17. bobcat

    bobcat TechSpot Paladin Topic Starter Posts: 688   +67

    Consumer Organizations around the world are trying to do a good job in protecting the consumers against the interests of big concerns, (manufacturers, large retailers, advertisers) who would prefer to keep prices high, quality mediocre and the consumers in the dark. As a rule, CO’s are succeeding in providing unbiased, reliable information, in fact they are often the only source of such information. As a result, they enjoy very high respect in Europe, especially UK, Germany and The Netherlands.

    Since we are all consumers, it’s not only fair but also in our interests to support these bodies, not to undermine them.

    As regards good anti-trojans, I am not aware of a specific recent test for them by Stiftung Warentest. From personal knowledge and a past test, The Cleaner from was one of the best, specializing on Trojans and succeeding in removing them where AV’s were failing. It’s still around and there is a free version for private use. I don’t know if it’s still the best, but it can co-exist with an AV and complement it.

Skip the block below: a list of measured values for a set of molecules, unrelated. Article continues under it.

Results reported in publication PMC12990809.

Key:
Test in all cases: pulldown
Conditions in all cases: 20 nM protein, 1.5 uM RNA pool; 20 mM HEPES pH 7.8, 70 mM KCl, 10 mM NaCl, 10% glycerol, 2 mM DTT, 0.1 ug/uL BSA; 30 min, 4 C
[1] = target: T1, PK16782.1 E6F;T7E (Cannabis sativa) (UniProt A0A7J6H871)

Malwarebyte’s is also a good all-round supplement to an AV, but it’s not free.

    Another choice for a free tool with strong anti-trojan component is A-Squared from

    Finally, as regards enterprise versions, these are not tested by consumer organizations because they are not meant for the average consumer. It would be irresponsible of me to give any advice.
  18. werepossum

    werepossum TS Rookie Posts: 31

    Thanks for the info.
  19. Rick